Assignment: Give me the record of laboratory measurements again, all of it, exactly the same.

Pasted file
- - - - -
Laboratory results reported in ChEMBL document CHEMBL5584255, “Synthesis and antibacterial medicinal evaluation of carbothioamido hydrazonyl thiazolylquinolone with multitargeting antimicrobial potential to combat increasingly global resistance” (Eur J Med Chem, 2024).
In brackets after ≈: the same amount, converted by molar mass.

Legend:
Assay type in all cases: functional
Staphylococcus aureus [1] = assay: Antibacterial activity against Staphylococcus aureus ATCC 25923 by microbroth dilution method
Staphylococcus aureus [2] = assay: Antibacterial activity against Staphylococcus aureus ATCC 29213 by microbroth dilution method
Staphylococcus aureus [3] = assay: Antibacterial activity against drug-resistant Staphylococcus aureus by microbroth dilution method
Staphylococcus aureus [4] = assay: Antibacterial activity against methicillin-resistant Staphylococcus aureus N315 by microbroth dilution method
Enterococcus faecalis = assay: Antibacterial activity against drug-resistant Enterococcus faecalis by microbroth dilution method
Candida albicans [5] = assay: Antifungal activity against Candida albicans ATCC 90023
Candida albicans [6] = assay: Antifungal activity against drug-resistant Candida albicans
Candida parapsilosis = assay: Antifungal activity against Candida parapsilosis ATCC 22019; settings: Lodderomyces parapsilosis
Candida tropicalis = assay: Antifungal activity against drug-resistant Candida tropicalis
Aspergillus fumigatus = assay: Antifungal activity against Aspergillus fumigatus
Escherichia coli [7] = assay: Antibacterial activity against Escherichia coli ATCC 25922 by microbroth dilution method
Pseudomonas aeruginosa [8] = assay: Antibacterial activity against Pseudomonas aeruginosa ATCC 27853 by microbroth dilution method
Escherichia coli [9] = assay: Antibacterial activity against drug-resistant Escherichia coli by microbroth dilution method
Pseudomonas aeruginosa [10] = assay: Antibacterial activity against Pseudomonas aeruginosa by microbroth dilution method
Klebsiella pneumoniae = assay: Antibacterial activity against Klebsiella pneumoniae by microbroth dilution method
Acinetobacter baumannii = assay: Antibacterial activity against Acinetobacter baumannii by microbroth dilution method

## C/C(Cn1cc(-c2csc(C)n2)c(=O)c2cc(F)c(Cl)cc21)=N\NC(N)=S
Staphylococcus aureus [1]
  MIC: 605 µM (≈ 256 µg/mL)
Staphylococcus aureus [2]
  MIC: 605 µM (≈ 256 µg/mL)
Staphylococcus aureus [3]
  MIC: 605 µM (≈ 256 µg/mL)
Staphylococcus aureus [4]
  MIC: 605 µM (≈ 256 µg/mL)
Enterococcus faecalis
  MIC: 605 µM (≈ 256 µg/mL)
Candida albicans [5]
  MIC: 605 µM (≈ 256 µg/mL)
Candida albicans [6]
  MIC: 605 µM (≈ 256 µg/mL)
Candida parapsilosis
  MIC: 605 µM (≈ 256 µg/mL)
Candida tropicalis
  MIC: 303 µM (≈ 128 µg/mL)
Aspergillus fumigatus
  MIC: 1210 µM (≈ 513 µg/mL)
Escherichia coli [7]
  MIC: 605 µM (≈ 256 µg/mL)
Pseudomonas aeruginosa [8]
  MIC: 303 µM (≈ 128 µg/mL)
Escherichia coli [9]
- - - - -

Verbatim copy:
Laboratory results reported in ChEMBL document CHEMBL5584255, “Synthesis and antibacterial medicinal evaluation of carbothioamido hydrazonyl thiazolylquinolone with multitargeting antimicrobial potential to combat increasingly global resistance” (Eur J Med Chem, 2024).
In brackets after ≈: the same amount, converted by molar mass.

Legend:
Assay type in all cases: functional
Staphylococcus aureus [1] = assay: Antibacterial activity against Staphylococcus aureus ATCC 25923 by microbroth dilution method
Staphylococcus aureus [2] = assay: Antibacterial activity against Staphylococcus aureus ATCC 29213 by microbroth dilution method
Staphylococcus aureus [3] = assay: Antibacterial activity against drug-resistant Staphylococcus aureus by microbroth dilution method
Staphylococcus aureus [4] = assay: Antibacterial activity against methicillin-resistant Staphylococcus aureus N315 by microbroth dilution method
Enterococcus faecalis = assay: Antibacterial activity against drug-resistant Enterococcus faecalis by microbroth dilution method
Candida albicans [5] = assay: Antifungal activity against Candida albicans ATCC 90023
Candida albicans [6] = assay: Antifungal activity against drug-resistant Candida albicans
Candida parapsilosis = assay: Antifungal activity against Candida parapsilosis ATCC 22019; settings: Lodderomyces parapsilosis
Candida tropicalis = assay: Antifungal activity against drug-resistant Candida tropicalis
Aspergillus fumigatus = assay: Antifungal activity against Aspergillus fumigatus
Escherichia coli [7] = assay: Antibacterial activity against Escherichia coli ATCC 25922 by microbroth dilution method
Pseudomonas aeruginosa [8] = assay: Antibacterial activity against Pseudomonas aeruginosa ATCC 27853 by microbroth dilution method
Escherichia coli [9] = assay: Antibacterial activity against drug-resistant Escherichia coli by microbroth dilution method
Pseudomonas aeruginosa [10] = assay: Antibacterial activity against Pseudomonas aeruginosa by microbroth dilution method
Klebsiella pneumoniae = assay: Antibacterial activity against Klebsiella pneumoniae by microbroth dilution method
Acinetobacter baumannii = assay: Antibacterial activity against Acinetobacter baumannii by microbroth dilution method

## C/C(Cn1cc(-c2csc(C)n2)c(=O)c2cc(F)c(Cl)cc21)=N\NC(N)=S
Staphylococcus aureus [1]
  MIC: 605 µM (≈ 256 µg/mL)
Staphylococcus aureus [2]
  MIC: 605 µM (≈ 256 µg/mL)
Staphylococcus aureus [3]
  MIC: 605 µM (≈ 256 µg/mL)
Staphylococcus aureus [4]
  MIC: 605 µM (≈ 256 µg/mL)
Enterococcus faecalis
  MIC: 605 µM (≈ 256 µg/mL)
Candida albicans [5]
  MIC: 605 µM (≈ 256 µg/mL)
Candida albicans [6]
  MIC: 605 µM (≈ 256 µg/mL)
Candida parapsilosis
  MIC: 605 µM (≈ 256 µg/mL)
Candida tropicalis
  MIC: 303 µM (≈ 128 µg/mL)
Aspergillus fumigatus
  MIC: 1210 µM (≈ 513 µg/mL)
Escherichia coli [7]
  MIC: 605 µM (≈ 256 µg/mL)
Pseudomonas aeruginosa [8]
  MIC: 303 µM (≈ 128 µg/mL)
Escherichia coli [9]